Our first task was to find an ATM that would give us Euros (seeing as Britain has stuck firmly to the pound sterling, our currency with the Queen’s portrait was useless). Now, you would think that this would be an easy task, right? Well, it wasn’t. NONE of the ATMs within walking distance of Grand Place had money. Let me repeat, THERE WERE NO EUROS IN BRUSSELS, THE CAPITAL OF EUROPE. We decided to check out the EU area, where all the EU government buildings are, and perhaps find an ATM that would dispense Euros so that we could purchase waffles and Belgian fries.
Luckily, we managed to find a working ATM in the EU area, and then went off in search of the seat of European power. We stopped in front of the European Commission:
and then headed to the European Parliament, which is home to this funny looking statue:
We also walked through a huge park, which has, among other things, a street named “Avenue John F. Kennedy.” How cool is that?
After touring the EU area, which was really not that impressive, because, well, I don’t know, modern glass buildings just don’t scream powerful like the Capitol or Kremlin, we headed back to Grand Place for dinner. Now, this is where the trip takes a turn for the worse, because it was then that the Belgians tried to kill me. You may recall that when I was in Paris, the French tried to kill me with bad cheese. Well, the same thing (food poisoning) happened in Belgium, which makes me suspect that the French speaking countries of the world have some vendetta against me. You see, this time, I decided that it would be ideal to order a traditional Belgian dish, moules et frites (mussels and fries). BAD IDEA. I love mussels, but these mussels did not return my love. I ended up puking my guts out throughout the city of Brussels, starting at the Grand Place and eventually ending up in front of some official consulate type building that belongs to the French government (Fitting, no?), in full view of four CCTV cameras. So, watch for footage of me on “Belgium’s Funniest CCTV Videos.”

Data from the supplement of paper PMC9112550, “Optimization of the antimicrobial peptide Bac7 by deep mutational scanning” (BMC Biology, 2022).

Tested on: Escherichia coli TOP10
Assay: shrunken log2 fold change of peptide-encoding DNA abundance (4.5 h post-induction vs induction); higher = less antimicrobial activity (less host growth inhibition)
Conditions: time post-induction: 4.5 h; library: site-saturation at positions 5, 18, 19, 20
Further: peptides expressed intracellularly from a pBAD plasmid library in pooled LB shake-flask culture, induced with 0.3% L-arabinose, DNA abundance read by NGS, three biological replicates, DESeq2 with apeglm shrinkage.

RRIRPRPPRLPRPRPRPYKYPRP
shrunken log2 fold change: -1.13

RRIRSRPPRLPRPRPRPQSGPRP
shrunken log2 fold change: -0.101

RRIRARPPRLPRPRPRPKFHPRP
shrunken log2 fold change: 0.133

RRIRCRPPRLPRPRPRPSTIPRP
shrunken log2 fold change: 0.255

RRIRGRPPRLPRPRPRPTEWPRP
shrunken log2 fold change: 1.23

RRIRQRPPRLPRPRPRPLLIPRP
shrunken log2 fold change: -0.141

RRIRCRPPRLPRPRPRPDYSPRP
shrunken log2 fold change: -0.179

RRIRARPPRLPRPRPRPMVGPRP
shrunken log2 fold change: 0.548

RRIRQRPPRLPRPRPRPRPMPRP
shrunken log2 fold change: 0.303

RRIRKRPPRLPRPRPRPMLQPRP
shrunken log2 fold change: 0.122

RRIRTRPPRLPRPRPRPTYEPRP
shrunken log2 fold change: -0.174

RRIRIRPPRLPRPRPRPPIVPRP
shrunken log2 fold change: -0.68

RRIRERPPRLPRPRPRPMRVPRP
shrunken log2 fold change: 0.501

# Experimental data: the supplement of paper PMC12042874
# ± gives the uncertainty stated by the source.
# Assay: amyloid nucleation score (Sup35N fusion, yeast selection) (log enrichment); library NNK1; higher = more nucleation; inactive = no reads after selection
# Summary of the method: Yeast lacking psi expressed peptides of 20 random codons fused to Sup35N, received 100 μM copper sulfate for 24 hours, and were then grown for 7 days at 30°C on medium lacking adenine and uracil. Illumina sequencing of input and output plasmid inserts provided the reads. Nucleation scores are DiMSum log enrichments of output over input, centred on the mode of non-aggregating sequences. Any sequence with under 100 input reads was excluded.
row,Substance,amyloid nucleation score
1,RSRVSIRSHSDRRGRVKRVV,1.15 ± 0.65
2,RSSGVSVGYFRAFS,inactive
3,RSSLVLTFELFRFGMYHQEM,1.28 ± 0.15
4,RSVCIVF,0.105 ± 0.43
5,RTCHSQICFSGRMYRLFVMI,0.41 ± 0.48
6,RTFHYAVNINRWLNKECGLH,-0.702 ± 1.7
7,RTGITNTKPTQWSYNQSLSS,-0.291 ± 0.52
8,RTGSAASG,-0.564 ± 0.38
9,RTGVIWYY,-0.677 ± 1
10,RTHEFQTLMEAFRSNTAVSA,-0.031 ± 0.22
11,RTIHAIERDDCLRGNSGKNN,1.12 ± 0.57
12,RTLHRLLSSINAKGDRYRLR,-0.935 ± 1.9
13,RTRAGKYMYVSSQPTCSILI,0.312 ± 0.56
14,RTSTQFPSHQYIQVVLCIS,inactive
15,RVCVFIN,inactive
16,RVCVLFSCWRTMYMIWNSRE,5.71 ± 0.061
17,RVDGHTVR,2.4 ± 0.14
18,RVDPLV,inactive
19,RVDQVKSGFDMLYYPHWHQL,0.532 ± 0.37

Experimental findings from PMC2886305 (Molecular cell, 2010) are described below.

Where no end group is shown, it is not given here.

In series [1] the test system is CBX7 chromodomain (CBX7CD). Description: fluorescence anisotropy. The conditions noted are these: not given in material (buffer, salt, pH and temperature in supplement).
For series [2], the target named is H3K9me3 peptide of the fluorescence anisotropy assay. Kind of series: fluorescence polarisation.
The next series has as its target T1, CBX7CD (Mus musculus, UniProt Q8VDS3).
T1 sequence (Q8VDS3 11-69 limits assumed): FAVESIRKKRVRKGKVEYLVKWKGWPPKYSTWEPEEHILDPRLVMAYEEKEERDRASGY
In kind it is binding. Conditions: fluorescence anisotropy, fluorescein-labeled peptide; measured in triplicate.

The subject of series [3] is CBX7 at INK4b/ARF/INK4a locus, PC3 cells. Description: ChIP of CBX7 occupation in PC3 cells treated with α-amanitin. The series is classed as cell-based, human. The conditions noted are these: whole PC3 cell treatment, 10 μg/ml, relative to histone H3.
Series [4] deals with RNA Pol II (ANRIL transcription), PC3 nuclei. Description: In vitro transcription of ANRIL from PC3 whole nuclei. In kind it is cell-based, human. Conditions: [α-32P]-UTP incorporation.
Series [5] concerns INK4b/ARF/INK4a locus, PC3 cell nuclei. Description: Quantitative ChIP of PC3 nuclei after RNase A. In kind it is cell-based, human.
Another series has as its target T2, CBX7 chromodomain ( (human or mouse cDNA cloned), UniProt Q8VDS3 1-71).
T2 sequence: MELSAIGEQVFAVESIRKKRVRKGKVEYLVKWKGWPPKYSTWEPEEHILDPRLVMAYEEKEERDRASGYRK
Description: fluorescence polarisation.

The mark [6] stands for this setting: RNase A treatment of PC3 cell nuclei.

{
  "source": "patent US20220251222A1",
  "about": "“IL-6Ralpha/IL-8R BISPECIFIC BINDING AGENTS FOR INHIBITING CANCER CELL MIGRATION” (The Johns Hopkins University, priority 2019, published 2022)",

When I woke up the next morning, though, I felt absolutely fine, so we headed off to Bruges, a city that is a one hour train ride away. It’s cute…sickeningly cute, actually…see for yourself: